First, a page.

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Hypertension. 2010 Dec;56(6):1021-5. doi: 10.1161/HYPERTENSIONAHA.110.156190.

Genome-wide association studies will unlock the genetic basis of hypertension.: con side of the argument.

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  • 1Department of Laboratory Medicine, University of California, San Francisco, CA, USA. KurtzT@Labmed2.ucsf.edu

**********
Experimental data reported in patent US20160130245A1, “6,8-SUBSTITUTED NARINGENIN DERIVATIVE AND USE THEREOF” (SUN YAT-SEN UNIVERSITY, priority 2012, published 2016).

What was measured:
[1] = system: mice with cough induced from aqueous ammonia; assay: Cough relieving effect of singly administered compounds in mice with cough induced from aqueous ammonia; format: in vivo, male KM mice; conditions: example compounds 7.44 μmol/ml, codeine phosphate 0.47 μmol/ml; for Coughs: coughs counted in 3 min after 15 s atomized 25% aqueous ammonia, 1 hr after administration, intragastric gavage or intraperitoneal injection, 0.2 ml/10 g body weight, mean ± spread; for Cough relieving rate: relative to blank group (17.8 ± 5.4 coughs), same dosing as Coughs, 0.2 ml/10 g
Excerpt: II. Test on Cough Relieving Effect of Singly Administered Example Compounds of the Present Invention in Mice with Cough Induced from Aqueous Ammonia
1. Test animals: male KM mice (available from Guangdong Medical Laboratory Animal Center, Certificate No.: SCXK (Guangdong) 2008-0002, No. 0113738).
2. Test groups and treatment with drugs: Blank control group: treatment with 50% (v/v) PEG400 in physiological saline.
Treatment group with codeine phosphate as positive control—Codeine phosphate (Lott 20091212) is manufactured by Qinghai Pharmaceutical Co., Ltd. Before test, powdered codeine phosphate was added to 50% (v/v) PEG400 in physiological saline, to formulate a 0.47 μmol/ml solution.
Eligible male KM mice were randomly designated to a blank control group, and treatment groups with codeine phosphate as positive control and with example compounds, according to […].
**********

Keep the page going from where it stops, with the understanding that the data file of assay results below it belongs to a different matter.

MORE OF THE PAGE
Over the past few years, it has been asserted that genome-wide association studies would open the door to identifying primary genetic mechanisms underlying a variety of common clinical disorders, including essential hypertension. Great hope was expressed that such research would ultimately lead to improved clinical outcomes by facilitating the discovery of novel targets for therapy and by spawning a new era of personalized medicine in which the results of genetic tests would be useful for guiding customized risk assessment and individual patient management. In this Controversies in Hypertension series, I contend that genome-wide association studies have failed, and will continue to fail, to unlock the genetic basis of essential hypertension and the research dollars being devoted to genome-wide association studies should be shifted to other strategies and technologies that may hold greater chance for advancing our understanding of the genetic factors that influence population variation in blood pressure and risk for hypertension.

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